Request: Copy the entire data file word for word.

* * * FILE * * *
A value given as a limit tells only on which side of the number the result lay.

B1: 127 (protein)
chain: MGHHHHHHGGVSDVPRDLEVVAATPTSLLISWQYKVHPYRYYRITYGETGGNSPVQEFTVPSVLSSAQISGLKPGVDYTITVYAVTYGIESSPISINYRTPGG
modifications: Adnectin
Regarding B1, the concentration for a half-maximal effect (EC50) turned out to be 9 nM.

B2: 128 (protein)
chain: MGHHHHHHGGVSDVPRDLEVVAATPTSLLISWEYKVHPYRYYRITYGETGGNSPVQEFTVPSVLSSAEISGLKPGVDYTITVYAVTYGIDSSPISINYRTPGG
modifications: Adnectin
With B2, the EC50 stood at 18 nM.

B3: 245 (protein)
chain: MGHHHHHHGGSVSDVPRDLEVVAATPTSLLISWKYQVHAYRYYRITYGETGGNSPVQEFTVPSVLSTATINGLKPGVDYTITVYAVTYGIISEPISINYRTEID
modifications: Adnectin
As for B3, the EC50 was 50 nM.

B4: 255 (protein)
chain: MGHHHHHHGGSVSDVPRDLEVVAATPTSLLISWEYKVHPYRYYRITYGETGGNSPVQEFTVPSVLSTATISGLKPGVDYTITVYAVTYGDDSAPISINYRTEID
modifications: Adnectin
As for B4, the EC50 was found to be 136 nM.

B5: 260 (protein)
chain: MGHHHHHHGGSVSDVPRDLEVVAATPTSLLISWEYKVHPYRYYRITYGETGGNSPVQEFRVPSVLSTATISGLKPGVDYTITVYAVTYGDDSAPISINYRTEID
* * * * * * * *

A value given as a limit tells only on which side of the number the result lay.

B1: 127 (protein)
chain: MGHHHHHHGGVSDVPRDLEVVAATPTSLLISWQYKVHPYRYYRITYGETGGNSPVQEFTVPSVLSSAQISGLKPGVDYTITVYAVTYGIESSPISINYRTPGG
modifications: Adnectin
Regarding B1, the concentration for a half-maximal effect (EC50) turned out to be 9 nM.

B2: 128 (protein)
chain: MGHHHHHHGGVSDVPRDLEVVAATPTSLLISWEYKVHPYRYYRITYGETGGNSPVQEFTVPSVLSSAEISGLKPGVDYTITVYAVTYGIDSSPISINYRTPGG
modifications: Adnectin
With B2, the EC50 stood at 18 nM.

B3: 245 (protein)
chain: MGHHHHHHGGSVSDVPRDLEVVAATPTSLLISWKYQVHAYRYYRITYGETGGNSPVQEFTVPSVLSTATINGLKPGVDYTITVYAVTYGIISEPISINYRTEID
modifications: Adnectin
As for B3, the EC50 was 50 nM.

B4: 255 (protein)
chain: MGHHHHHHGGSVSDVPRDLEVVAATPTSLLISWEYKVHPYRYYRITYGETGGNSPVQEFTVPSVLSTATISGLKPGVDYTITVYAVTYGDDSAPISINYRTEID
modifications: Adnectin
As for B4, the EC50 was found to be 136 nM.

B5: 260 (protein)
chain: MGHHHHHHGGSVSDVPRDLEVVAATPTSLLISWEYKVHPYRYYRITYGETGGNSPVQEFRVPSVLSTATISGLKPGVDYTITVYAVTYGDDSAPISINYRTEID